Deland Chan, Age 16

New York, NY



We believe that the traditional definition of 'environment' entails much more: it can be applied to New York City where there is a delicate balance between the natural ecosystems and the man-made 'urban jungle,' where the natural habitations of birds, animals, and insects must co-exist daily with 7 million humans.

This year, the "Roots and Shoots" of the 92nd Street YMCA selected a project that addressed two concerns: the urban restoration of a natural habitat (Inwood Hill Park, the last nine acres of natural forest in Manhattan); and the impact of the environment on New Yorkers, especially the children who have grown up with shades of pavement.

The restoration is not yet complete (future plans include programs within the Parks Ecology Center) but we have achieved the immediate goal of enhancing the habitat for native birds, butterflies, and insects. It defies the face of urbanization: a piece of untamed land that previously screamed NEGLECT to one that now says WE CARE."


  Acceptance Speech


 "I can still remember how this all began ... on that September afternoon when I stepped into Sharon Goldman's office. To her then, I must have been another random 15-year old teenager -- with a quiet demeanor, a bit inconspicuous, nerdy even -- who was interested in a teen environmental group at the 92nd Street Y. Or so she thought.

Fast forward to 2001 and I still haven't taken over the world, but something did happen to exceed Sharon's and my expectations. I met an incredible human being, Angela, a real funky eclectic group of NYC teenagers, and managed to fly across the country to share my little oasis of greenery with the people of the West Coast. It's quite a list of events in a short period of time, and I'm still processing how I feel about them.

Especially in the past three weeks of uncertainty, I've acknowledged a truth that I would have once happily ignored. We are living in troubled times. Trouble times, not only because humans have always threatened their living space, but because humans are not destroying the living space of others. Trouble times, especially, in having to explain to ourselves why and how this could happen.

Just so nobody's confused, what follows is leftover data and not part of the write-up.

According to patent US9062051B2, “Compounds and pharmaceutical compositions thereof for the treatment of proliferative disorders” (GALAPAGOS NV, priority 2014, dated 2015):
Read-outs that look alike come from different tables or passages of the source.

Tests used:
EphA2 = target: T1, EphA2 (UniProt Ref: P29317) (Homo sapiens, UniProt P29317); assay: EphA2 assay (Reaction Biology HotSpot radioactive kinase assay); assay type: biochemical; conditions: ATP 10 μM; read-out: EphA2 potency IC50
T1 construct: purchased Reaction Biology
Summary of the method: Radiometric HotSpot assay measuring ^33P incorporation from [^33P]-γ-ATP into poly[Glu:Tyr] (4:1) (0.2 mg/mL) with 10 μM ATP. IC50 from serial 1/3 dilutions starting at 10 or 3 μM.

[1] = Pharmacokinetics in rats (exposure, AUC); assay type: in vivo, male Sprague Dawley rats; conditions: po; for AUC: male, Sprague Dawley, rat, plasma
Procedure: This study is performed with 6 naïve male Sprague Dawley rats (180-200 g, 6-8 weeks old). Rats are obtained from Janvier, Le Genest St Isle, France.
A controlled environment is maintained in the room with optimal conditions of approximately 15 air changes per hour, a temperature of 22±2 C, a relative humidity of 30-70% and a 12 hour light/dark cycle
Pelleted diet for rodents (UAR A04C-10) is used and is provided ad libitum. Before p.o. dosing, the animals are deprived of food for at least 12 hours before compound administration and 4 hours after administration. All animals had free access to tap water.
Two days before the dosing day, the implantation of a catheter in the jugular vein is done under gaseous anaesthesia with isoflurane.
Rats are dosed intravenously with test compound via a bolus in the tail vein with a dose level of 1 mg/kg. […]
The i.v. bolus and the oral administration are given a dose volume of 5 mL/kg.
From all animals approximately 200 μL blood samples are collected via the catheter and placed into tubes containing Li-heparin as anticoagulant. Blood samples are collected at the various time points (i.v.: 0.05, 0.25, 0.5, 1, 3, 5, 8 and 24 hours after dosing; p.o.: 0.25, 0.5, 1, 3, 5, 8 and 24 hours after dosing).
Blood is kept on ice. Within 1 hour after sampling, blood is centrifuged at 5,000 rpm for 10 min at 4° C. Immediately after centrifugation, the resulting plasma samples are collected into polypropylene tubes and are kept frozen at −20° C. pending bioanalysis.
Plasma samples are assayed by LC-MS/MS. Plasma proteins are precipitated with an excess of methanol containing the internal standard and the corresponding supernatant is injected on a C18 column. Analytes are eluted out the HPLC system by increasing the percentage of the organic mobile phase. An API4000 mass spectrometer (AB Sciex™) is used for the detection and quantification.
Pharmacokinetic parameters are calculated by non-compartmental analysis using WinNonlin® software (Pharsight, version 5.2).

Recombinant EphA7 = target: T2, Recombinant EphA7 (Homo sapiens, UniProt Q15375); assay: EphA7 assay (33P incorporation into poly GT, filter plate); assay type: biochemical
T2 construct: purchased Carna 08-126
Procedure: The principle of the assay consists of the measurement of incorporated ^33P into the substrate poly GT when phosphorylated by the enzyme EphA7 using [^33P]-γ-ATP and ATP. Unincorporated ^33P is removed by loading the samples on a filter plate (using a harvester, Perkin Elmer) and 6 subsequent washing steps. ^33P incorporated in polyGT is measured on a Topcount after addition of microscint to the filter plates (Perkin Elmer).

So we ask ourselves: why can't we achieve a utopia, why isn't there a positive outcome of human ability? I think both possibilities existed before September. The architect, in a moment of human ingenuity, created the uprising lines of a city. In response, the urban environmentalist returned to the horizontal lines of the earth. Today, the utopia of human capacity is still strong. We still have the ability to shape our living space. Our purpose remains the same. We must build and restore that which has been destroyed.

Unfortunately, this nadir of human achievement has exposed two extremes in our society. One side of the cradle has released the new cynic. There is at least one of you among us tonight, and I give you my due respect because you are absolutely correct: there is no excuse for the misuse of human choice. The other side of the cradle has released the ultra idealist. We find that person waving an American flag, trying to find a unity that otherwise would
not exist.

It is my belief that both types of people have more in common than they realize. The cynic would not feel disappointment without the byproduct of idealism; the idealist is in need of a pragmatic touch. Now is the time is unite and expand the matrix of human support. It is the time to grow stronger, not weaker. Repopulate the garden with philosophers, creators, skeptics. Rebuild.

Most importantly, let the joy of human capacity triumph again. Thank you."



2ND ANNUAL  P Brower Youth Awards